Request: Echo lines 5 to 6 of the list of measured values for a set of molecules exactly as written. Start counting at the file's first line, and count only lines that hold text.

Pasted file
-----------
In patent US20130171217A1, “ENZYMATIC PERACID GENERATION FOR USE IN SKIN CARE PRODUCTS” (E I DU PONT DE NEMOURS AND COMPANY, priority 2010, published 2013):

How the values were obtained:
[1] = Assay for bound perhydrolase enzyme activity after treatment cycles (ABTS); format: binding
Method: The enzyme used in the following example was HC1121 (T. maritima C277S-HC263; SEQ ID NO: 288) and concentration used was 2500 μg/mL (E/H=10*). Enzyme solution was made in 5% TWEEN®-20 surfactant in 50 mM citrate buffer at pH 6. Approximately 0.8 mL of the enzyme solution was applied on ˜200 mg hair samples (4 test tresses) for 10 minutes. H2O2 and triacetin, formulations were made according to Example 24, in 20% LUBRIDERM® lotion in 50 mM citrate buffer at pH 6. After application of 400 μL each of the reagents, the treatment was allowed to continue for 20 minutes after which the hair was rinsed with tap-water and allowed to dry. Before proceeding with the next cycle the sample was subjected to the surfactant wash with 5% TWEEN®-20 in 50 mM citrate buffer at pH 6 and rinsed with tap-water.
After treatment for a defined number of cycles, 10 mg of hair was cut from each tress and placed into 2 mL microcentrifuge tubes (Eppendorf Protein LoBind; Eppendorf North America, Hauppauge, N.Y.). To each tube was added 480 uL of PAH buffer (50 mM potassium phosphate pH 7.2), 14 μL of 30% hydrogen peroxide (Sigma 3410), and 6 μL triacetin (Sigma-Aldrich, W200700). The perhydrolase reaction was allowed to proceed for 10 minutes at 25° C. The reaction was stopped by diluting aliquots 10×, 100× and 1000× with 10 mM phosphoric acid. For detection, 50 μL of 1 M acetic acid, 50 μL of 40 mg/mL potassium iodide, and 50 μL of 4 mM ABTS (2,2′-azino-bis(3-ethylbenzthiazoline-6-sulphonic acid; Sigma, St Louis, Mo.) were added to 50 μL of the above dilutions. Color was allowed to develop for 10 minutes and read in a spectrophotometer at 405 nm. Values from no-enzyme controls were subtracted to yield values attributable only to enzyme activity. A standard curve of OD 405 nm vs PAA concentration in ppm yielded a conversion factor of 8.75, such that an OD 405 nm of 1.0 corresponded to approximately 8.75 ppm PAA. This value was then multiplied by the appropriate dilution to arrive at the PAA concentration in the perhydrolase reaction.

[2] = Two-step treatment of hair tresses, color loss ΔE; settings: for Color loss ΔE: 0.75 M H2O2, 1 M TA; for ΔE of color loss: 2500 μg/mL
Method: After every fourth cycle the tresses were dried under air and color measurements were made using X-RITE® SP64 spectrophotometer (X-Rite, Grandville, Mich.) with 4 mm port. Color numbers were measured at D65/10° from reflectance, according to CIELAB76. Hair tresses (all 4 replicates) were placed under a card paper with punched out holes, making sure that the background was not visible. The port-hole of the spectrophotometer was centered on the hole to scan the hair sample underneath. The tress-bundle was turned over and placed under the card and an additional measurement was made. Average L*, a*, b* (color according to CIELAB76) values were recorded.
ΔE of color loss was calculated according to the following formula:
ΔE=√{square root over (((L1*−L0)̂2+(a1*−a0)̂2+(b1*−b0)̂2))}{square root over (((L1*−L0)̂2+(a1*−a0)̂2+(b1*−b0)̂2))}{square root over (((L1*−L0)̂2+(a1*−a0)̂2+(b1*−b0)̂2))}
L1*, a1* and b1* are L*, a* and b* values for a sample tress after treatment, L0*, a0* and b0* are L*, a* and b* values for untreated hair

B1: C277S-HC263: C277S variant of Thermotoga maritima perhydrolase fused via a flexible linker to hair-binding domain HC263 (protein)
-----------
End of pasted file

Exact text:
After treatment for a defined number of cycles, 10 mg of hair was cut from each tress and placed into 2 mL microcentrifuge tubes (Eppendorf Protein LoBind; Eppendorf North America, Hauppauge, N.Y.). To each tube was added 480 uL of PAH buffer (50 mM potassium phosphate pH 7.2), 14 μL of 30% hydrogen peroxide (Sigma 3410), and 6 μL triacetin (Sigma-Aldrich, W200700). The perhydrolase reaction was allowed to proceed for 10 minutes at 25° C. The reaction was stopped by diluting aliquots 10×, 100× and 1000× with 10 mM phosphoric acid. For detection, 50 μL of 1 M acetic acid, 50 μL of 40 mg/mL potassium iodide, and 50 μL of 4 mM ABTS (2,2′-azino-bis(3-ethylbenzthiazoline-6-sulphonic acid; Sigma, St Louis, Mo.) were added to 50 μL of the above dilutions. Color was allowed to develop for 10 minutes and read in a spectrophotometer at 405 nm. Values from no-enzyme controls were subtracted to yield values attributable only to enzyme activity. A standard curve of OD 405 nm vs PAA concentration in ppm yielded a conversion factor of 8.75, such that an OD 405 nm of 1.0 corresponded to approximately 8.75 ppm PAA. This value was then multiplied by the appropriate dilution to arrive at the PAA concentration in the perhydrolase reaction.

[2] = Two-step treatment of hair tresses, color loss ΔE; settings: for Color loss ΔE: 0.75 M H2O2, 1 M TA; for ΔE of color loss: 2500 μg/mL